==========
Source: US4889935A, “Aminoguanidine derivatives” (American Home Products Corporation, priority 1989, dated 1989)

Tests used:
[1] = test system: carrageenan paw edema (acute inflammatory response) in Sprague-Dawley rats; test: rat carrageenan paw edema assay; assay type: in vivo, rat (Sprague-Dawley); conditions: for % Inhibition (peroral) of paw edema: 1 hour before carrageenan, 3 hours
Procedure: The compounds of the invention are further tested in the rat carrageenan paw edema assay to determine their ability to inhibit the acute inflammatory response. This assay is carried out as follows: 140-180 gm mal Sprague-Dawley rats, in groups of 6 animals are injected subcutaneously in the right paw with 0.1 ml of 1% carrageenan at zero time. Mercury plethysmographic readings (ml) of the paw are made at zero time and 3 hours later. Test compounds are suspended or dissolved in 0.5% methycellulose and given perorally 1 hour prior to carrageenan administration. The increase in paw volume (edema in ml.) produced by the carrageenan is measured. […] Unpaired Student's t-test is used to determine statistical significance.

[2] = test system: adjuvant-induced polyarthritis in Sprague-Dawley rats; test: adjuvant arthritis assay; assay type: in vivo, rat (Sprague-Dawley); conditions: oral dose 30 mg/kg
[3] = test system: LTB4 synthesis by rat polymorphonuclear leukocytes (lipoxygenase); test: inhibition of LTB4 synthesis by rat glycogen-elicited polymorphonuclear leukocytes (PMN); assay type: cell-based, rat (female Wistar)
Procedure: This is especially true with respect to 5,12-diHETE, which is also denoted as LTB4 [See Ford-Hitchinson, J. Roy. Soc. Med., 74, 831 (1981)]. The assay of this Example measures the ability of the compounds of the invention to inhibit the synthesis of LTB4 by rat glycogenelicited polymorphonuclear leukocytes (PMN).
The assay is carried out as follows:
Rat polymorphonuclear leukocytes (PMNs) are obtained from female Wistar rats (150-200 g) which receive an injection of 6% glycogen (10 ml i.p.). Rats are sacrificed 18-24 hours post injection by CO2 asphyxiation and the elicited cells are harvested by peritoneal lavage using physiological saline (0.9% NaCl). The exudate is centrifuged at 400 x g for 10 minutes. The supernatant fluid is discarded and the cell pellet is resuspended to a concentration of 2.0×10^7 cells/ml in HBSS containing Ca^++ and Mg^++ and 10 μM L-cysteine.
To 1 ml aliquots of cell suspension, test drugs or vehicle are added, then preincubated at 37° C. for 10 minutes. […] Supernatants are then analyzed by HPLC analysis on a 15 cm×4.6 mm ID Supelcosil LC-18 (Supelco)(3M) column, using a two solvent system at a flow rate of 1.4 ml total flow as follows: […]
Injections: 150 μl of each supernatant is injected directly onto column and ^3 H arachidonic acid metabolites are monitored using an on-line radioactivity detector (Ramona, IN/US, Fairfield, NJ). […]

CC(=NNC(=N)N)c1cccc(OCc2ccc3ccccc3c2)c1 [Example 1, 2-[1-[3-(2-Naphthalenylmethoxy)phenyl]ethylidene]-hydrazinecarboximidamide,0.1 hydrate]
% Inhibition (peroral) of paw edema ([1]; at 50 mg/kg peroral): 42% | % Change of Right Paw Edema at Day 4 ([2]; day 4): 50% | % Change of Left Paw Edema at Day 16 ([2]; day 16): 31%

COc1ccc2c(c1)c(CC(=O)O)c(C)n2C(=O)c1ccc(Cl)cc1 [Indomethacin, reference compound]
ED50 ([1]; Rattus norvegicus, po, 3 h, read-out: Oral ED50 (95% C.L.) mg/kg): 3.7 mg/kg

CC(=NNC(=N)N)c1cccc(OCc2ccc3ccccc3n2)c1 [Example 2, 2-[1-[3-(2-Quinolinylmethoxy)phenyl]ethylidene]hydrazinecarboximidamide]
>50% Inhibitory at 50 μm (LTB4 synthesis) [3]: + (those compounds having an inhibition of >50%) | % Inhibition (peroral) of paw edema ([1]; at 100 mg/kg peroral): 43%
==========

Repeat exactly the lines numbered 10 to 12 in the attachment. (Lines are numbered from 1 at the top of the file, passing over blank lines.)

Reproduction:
To 1 ml aliquots of cell suspension, test drugs or vehicle are added, then preincubated at 37° C. for 10 minutes. […] Supernatants are then analyzed by HPLC analysis on a 15 cm×4.6 mm ID Supelcosil LC-18 (Supelco)(3M) column, using a two solvent system at a flow rate of 1.4 ml total flow as follows: […]
Injections: 150 μl of each supernatant is injected directly onto column and ^3 H arachidonic acid metabolites are monitored using an on-line radioactivity detector (Ramona, IN/US, Fairfield, NJ). […]

CC(=NNC(=N)N)c1cccc(OCc2ccc3ccccc3c2)c1 [Example 1, 2-[1-[3-(2-Naphthalenylmethoxy)phenyl]ethylidene]-hydrazinecarboximidamide,0.1 hydrate]